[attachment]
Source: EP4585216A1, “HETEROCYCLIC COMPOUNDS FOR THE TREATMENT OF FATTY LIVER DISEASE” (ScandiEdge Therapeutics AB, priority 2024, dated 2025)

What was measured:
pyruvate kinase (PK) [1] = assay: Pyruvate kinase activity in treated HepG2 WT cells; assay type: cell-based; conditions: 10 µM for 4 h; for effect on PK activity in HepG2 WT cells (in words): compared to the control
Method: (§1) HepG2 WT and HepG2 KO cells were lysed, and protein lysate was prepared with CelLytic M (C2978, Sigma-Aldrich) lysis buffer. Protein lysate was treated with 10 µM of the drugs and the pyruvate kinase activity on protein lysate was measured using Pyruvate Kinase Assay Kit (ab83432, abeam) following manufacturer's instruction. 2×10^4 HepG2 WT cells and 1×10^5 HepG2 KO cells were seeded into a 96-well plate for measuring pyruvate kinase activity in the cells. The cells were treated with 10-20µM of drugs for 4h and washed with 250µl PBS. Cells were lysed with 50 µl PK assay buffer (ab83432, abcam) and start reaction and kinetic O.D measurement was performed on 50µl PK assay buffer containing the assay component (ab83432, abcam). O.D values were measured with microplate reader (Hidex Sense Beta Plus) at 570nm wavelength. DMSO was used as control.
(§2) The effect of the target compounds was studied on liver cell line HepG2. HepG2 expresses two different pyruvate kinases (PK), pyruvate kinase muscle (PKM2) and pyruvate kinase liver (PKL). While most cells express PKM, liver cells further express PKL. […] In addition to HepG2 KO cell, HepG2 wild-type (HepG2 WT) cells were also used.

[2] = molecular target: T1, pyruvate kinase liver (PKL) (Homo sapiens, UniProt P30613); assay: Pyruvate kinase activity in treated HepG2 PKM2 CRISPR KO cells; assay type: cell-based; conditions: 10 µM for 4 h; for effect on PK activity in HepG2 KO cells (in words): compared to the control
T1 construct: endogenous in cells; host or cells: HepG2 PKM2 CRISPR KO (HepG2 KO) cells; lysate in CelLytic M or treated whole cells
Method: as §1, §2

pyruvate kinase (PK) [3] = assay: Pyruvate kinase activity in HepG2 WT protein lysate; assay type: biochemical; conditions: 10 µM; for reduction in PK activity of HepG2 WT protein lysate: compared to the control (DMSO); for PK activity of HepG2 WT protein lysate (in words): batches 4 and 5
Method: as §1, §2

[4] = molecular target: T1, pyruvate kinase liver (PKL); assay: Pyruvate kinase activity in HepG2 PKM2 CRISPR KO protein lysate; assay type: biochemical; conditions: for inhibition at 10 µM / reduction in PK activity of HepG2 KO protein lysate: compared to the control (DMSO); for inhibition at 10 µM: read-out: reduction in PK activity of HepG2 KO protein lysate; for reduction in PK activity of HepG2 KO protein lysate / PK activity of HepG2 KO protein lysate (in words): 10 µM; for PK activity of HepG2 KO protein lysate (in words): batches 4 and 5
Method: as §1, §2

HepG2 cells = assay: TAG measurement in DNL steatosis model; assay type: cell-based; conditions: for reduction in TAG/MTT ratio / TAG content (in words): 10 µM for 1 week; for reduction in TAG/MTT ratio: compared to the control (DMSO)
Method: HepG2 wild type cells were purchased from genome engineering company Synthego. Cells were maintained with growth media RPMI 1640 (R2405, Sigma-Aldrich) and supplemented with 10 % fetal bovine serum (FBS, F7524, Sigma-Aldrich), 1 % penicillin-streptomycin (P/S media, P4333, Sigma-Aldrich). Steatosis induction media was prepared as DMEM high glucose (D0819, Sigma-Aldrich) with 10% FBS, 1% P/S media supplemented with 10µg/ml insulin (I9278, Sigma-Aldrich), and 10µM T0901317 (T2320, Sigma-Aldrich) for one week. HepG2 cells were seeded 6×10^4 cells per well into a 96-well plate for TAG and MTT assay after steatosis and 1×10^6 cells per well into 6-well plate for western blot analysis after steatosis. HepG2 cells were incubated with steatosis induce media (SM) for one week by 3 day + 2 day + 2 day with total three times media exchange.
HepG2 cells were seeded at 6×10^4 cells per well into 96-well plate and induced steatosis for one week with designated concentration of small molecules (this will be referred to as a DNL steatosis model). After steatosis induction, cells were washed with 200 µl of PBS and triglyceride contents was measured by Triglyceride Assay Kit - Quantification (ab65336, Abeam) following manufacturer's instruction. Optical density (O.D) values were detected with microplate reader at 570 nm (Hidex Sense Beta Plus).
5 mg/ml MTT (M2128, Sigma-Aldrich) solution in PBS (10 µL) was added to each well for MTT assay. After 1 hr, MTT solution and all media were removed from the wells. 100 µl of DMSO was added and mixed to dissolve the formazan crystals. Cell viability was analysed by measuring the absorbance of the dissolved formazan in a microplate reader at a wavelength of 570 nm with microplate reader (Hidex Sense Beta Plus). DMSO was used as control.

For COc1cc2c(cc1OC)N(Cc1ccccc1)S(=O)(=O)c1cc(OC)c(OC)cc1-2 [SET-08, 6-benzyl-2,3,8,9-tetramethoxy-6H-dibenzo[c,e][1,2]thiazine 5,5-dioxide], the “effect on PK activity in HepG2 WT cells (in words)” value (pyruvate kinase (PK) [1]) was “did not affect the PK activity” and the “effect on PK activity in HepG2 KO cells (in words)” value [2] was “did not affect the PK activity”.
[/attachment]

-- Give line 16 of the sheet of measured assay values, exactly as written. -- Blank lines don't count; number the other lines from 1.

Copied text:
5 mg/ml MTT (M2128, Sigma-Aldrich) solution in PBS (10 µL) was added to each well for MTT assay. After 1 hr, MTT solution and all media were removed from the wells. 100 µl of DMSO was added and mixed to dissolve the formazan crystals. Cell viability was analysed by measuring the absorbance of the dissolved formazan in a microplate reader at a wavelength of 570 nm with microplate reader (Hidex Sense Beta Plus). DMSO was used as control.